Washington, D.C. – Special Operations Command is looking ahead to build its next generation of vertical lift aircraft.
Army Col. David Phillips, director of Rotary Wing at SOCOM, told a Center for Strategic and International Studies forum on the future vertical lift the command and military services hope to have the aircraft ready in about 25 years.
The panel also included representatives from the Army and Marine Corps acquisition communities.
SOCOM only recently completed manufacturing its fleet of MH-60M – the special operations variant of the Black Hawk helicopters – last year, Col Phillips said. The command will also extend the life of its MH-47 Chinook helicopters to maintain its capabilities.
“We’re absolutely tied to the Army on this,” he said. “In the interim, we’re going to sustain our little bird fleet to keep them relevant.”
The Fiscal Year 2017 National Defense Authorization Act authorized the Department of Defense to spend up to $50 million this year on vertical takeoff and landing tiltrotor aircraft. The $619 billion measure passed the Senate Dec. 8 and now awaits President Barack Obama’s signature.
The NDAA also authorized $25 million in upgrades to repair a damaged Blackhawk helicopter belonging to SOCOM.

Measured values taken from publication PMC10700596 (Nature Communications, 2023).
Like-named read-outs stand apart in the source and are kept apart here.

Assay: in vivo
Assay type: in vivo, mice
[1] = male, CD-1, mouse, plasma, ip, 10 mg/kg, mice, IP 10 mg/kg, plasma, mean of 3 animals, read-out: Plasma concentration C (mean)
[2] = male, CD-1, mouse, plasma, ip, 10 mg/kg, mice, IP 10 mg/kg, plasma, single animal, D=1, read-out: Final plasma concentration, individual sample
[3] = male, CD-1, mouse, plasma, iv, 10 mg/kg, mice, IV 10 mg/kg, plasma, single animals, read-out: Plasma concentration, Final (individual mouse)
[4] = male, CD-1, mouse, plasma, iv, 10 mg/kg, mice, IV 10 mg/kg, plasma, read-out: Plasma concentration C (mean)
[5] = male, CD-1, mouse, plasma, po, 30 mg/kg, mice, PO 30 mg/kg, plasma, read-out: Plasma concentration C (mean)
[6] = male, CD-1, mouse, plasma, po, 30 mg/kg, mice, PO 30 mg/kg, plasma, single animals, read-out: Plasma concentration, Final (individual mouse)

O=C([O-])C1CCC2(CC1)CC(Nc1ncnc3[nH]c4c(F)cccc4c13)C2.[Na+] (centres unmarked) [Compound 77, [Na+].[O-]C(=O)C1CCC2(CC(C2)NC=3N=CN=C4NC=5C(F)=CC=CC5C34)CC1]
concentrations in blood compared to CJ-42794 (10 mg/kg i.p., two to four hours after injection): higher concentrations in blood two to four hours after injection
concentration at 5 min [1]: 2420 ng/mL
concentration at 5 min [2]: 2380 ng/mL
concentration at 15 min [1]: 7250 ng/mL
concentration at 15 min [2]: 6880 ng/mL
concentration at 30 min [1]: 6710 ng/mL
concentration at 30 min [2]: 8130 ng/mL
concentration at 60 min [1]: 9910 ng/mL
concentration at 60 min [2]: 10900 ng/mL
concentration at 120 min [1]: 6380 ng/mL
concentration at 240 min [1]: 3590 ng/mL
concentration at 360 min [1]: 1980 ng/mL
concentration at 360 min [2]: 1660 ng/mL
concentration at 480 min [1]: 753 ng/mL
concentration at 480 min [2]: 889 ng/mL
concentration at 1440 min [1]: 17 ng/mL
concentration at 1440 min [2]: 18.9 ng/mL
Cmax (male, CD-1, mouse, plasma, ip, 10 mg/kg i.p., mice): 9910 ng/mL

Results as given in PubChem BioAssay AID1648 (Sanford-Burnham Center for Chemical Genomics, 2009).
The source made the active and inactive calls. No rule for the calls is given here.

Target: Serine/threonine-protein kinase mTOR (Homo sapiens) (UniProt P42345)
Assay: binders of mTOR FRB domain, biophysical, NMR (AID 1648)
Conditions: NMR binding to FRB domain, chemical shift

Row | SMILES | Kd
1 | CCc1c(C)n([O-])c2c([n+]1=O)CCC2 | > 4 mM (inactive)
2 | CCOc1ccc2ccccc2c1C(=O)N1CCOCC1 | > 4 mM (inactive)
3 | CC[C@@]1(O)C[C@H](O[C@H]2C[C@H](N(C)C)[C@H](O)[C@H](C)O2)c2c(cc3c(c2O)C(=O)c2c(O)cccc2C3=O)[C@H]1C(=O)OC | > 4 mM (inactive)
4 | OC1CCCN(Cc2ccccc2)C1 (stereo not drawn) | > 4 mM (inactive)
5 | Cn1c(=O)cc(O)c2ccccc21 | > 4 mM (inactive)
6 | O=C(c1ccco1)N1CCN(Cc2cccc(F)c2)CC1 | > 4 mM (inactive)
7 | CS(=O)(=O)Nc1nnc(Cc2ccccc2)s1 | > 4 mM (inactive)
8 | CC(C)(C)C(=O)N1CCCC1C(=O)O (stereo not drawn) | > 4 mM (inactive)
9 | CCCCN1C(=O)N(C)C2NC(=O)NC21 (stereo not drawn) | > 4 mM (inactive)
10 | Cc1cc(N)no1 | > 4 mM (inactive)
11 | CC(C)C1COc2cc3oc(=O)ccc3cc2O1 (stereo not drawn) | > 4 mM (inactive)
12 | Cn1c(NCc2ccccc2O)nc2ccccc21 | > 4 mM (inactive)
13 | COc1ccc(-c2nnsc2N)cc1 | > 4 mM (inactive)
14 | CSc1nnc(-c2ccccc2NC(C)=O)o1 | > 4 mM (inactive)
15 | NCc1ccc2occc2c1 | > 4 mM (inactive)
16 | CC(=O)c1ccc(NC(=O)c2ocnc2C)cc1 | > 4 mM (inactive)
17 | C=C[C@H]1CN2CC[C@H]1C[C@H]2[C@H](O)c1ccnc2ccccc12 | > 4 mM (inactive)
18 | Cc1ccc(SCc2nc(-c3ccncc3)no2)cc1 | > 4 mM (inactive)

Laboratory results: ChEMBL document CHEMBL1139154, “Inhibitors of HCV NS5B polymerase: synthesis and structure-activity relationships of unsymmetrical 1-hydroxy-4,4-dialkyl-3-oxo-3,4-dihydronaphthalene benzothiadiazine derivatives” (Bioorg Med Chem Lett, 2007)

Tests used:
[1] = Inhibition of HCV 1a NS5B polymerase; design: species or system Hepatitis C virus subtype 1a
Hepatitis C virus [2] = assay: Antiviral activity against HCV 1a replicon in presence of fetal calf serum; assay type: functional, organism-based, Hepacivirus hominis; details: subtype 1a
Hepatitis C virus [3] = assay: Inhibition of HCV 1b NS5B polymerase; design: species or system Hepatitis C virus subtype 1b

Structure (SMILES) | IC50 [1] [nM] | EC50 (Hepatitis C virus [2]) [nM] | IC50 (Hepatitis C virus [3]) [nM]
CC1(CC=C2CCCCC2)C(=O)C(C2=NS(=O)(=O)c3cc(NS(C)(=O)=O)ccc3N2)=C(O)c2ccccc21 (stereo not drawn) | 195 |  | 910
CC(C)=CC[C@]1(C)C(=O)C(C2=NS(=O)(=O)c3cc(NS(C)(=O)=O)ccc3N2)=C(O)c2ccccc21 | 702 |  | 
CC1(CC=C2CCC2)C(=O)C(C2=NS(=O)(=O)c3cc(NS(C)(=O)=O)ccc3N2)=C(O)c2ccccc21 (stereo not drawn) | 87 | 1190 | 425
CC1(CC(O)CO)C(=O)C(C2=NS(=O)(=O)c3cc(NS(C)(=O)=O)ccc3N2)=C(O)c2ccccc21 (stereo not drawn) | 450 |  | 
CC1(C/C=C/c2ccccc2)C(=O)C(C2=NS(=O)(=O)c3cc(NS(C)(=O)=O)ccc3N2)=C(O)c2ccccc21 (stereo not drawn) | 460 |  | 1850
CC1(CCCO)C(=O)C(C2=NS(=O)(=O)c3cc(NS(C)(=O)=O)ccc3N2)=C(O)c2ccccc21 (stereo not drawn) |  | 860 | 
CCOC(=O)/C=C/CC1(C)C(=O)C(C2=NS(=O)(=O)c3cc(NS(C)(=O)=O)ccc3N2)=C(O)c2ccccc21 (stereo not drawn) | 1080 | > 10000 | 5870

SOCOM Aligns with Services, Looks to Future Capabilities
Future vertical lift designs are open architecture and designed to be adopted by any of the services as well as SOCOM, the panelists each said.
“SOCOM is absolutely lined up with other services,” Col. Phillips said. “We shouldn’t get focused on the architectures of today; we should look at the architectures of tomorrow.”
The Joint Requirements Oversight Council first approved the Future Vertical Lift initial capabilities document in 2013. Although joint architecture acquisition programs can be difficult to execute, SOCOM has successfully shepherded them through the development process before, Col. Phillips said.
The colonel cited the conversion of the Army’s Black Hawk helicopters into SOCOM’s MH-60M variant.
“Better interdependence, better integration, better interoperability. I think those three tenets over the last 30 years have shown we can’t operate SOF and conventional forces separated in space and time anymore,” he said. “We have to operate together; we have to operate with nested acquisitions.”
In particular, the command will seek aircraft that can meet special operations requirements, including all weather and all environments, Col. Phillips said.
“We have to able to execute our missions when [the enemy] least expects it,” he said.
Featured image courtesy of The Avion Newspaper.